The University of Chicago Press, $20.00.
In this biographical account of the fascinating life of Robert H. W. Welch, the founder of the infamous John Birch Society (JBS), political historian Edward H. Miller addresses the rise of the far right and conspiracy theories in the United States. Miller is a professor and political historian at Northwestern University and his first book, Nut Country: Right-Wing Dallas and the Birth of the Southern Strategy (Chicago: University of Chicago Press, 2015), explored conservative politics from a business perspective, making him well positioned to explore the life of the candy magnate and conspiracist Welch. The biography draws on Welch’s personal papers for the first time and is intended to demonstrate his importance to the broader conservative movement. To do so, the monograph is divided into twenty-seven chapters which each deal with couple of years in Welch’s life. Together, these chapters aim to show Welch’s influence in political events.
A Conspiratorial Life argues that ‘Welch’s commitment to conspiracy theory made him easy to dismiss’, but that ‘Welch’s story needs to be told because historians got the conservative movement all wrong’[i] Miller successfully demonstrates that, contrary to popular discourse, Welch was never expelled from the conservative movement in the mid-1960s but rather remained an important figure in it. Moreover, Welch’s penchant for conspiracy theories helps us to better understand the rise of far-right conservatism in this century. Consequently, the monograph fits into a wide literature concerning post-war conservatism. Unlike standard accounts of conservatism such as George H. Nash’s landmark The Conservative Intellectual Movement in America Since 1945 (1976), Miller responds to calls to better understand the ideas of the radical right which in the wake of January 6 Capitol attack is ever-more pressing.[ii]
Miller follows Welch’s life chronologically and provides a gripping account. The first third of the book is primarily biographical in nature: here we learn about Welch’s early academic excellence; sibling rivalries; his failed sweet manufacturing business; and move to work for his brother’s more profitable enterprise.[iii] Although primarily a biography, given Welch’s long life across most of the twentieth century and Miller’s excellent historical contextualisation, the analysis also serves as a broader political history. Moreover, the argument and content matter mean that despite covering the well-trodden ground of post-war conservatism we are offered a fresh perspective into these events. The exploration of Welch’s dislike for Eisenhower and controversial charges against him offer a new insight on the demise of McCarthy and the Army-McCarthy hearings.[iv] Meanwhile, in another example, Miller de-centres the traditional narrative of Phyliss Schlafly as the architect of the stop-ERA campaign to show how the JBS also mobilised against the Equal Rights Amendment.[v]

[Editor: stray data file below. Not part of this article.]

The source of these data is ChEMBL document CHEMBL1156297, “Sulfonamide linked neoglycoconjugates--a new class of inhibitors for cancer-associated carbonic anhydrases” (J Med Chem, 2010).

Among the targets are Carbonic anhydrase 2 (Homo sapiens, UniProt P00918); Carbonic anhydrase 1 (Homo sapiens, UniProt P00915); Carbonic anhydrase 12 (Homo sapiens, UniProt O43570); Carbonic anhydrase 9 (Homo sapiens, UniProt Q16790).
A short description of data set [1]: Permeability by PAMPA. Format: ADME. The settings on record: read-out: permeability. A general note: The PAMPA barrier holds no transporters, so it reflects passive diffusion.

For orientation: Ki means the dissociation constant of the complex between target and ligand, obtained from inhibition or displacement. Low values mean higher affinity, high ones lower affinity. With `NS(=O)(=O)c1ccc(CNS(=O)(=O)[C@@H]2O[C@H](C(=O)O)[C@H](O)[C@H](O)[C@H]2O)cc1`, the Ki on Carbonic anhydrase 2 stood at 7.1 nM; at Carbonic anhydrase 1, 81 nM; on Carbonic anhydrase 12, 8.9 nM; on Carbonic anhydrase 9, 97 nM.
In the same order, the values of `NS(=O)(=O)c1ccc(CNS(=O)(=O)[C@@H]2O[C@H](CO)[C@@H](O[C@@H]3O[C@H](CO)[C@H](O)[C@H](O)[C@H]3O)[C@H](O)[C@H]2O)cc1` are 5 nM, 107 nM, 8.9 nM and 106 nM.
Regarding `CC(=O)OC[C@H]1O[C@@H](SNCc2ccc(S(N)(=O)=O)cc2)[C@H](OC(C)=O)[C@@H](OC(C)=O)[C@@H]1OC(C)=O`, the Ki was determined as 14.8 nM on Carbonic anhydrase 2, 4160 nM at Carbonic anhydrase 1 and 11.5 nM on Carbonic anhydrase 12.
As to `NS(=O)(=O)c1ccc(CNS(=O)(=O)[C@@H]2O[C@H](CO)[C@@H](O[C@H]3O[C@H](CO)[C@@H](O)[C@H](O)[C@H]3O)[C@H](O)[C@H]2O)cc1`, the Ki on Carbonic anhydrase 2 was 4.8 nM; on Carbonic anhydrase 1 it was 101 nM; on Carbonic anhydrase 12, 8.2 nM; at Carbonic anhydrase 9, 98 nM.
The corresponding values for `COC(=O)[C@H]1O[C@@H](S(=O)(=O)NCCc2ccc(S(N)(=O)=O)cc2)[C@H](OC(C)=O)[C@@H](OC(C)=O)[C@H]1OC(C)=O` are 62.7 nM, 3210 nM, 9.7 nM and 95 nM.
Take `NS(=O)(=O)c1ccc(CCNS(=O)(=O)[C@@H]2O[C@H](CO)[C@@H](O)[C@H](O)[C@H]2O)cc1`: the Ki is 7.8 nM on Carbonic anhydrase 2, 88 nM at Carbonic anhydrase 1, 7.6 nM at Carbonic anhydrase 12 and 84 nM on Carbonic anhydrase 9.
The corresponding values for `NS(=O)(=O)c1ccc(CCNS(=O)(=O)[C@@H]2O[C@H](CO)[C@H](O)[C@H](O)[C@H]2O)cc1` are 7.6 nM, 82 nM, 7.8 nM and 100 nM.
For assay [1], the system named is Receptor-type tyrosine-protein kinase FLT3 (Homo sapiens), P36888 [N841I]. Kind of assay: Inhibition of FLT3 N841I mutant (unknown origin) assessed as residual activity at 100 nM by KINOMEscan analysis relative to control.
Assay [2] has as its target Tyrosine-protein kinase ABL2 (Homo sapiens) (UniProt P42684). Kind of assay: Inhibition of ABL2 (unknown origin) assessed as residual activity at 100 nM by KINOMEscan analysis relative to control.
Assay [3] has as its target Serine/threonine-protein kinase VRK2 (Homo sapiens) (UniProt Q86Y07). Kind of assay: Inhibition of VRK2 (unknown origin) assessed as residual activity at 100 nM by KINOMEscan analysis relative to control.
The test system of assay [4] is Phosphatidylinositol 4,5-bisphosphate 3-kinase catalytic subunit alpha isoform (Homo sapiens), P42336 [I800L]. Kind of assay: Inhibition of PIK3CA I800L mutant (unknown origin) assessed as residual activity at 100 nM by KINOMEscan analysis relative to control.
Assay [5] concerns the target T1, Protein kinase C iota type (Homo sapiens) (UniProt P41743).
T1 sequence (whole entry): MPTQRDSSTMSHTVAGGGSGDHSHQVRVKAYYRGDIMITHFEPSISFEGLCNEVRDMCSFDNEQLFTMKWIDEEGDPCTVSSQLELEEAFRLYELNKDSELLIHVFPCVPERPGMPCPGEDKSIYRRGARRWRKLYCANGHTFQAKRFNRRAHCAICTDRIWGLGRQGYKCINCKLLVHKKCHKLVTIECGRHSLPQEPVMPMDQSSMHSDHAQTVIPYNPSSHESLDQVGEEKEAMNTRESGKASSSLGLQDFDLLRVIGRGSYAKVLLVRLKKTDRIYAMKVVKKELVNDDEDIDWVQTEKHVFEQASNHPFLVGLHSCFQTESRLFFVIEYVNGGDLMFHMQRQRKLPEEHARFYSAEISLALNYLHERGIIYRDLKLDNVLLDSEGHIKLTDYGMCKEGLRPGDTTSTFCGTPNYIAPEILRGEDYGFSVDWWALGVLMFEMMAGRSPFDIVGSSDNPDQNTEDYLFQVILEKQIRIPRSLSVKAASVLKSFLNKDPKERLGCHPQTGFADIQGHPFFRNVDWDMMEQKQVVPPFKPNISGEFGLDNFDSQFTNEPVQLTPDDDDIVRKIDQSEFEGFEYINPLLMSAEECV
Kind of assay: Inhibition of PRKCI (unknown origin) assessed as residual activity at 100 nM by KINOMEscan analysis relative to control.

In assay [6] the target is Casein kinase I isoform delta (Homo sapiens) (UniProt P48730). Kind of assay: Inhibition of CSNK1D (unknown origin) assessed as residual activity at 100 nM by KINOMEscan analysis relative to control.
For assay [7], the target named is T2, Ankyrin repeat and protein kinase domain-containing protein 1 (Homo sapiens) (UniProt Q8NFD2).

Furthermore, Miller recognises that Welch was not necessarily a typical intellectual, but provides detailed discussion of Welch’s prolific writings and their circulation. We learn how Welch’s 1954 letter to Howard Pew denouncing Eisenhower as a communist was turned into The Politician by 1963, and also discover how in 1956 Welch began One Man’s Opinion which was transformed into the principal organ of the JBS.[vi]
Welch’s connections to the conservative movement are also explored in great detail. This is particularly effective in demonstrating how William Buckley and those associated with National Review were unsuccessful in limiting Welch’s influence. Miller shows how in 1964 the presidential candidate Barry Goldwater actually drew closer to Welch and the JBS despite Buckley’s attempts to prevent this.[vii] Meanwhile, details on the JBS’ publishing enterprises, summer camps and grassroots organisations which supported the police, or opposed the American labour leader Caesar Chavez are also provided.[viii] What is more, there is ample evidence, despite Welch’s poor financial management, of his connections to important right-wing donors.[ix]
The final chapter concludes with the words, ‘[Welch’s] influence on American conservatism cannot begin to be measured. Robert H. W. Welch will continue to influence American politics deep into the twenty-first century’.[x] Miller convinces the reader of Welch’s importance in the twentieth century; however it less clear how following his death in 1985 his ideas lived on into the twenty-first century. The epilogue does outline some of the ways in which twenty-first century America has transformed into a ‘Welchland,’ but it would have been interesting to learn more about how the JBS developed after Welch’s death and trace the circulation of his ideas more directly. [xi] Given that this is a biography of Welch and not a history of the JBS such an omission is understandable though.
Overall, Miller makes two vital contributions to the field of post-war American conservatism. He demonstrates the merit of using biography to explore the origins and circulation of ideas and shows the need to take fringe elements of the right more seriously. Consequently, A Conspiratorial Life is essential reading for those seeking to enrich their knowledge of American conservatism and the traction of conspiracy theories contemporary political life in the United States and, indeed, beyond.
[i] Edward H. Miller. A Conspiratorial Life: Robert Welch, the John Birch Society, and the Revolution of American Conservatism (Chicago: University of Chicago, Press, 2021), 8-9.
[ii] Kim Phillips-Fein, ‘A State of the Field’, The Journal of American History 98, No. 3 (December 2011), 736.
[iii] Miller, 32-60.
[iv] Ibid., 135-147.
[v] Ibid., 350.
[vi] Ibid., 160-177.
[vii] Ibid., 291-292.
[viii] Ibid., 318-326.
[ix] Ibid., 333-343.
[x] Ibid., 369.
[xi] Ibid., 376-382.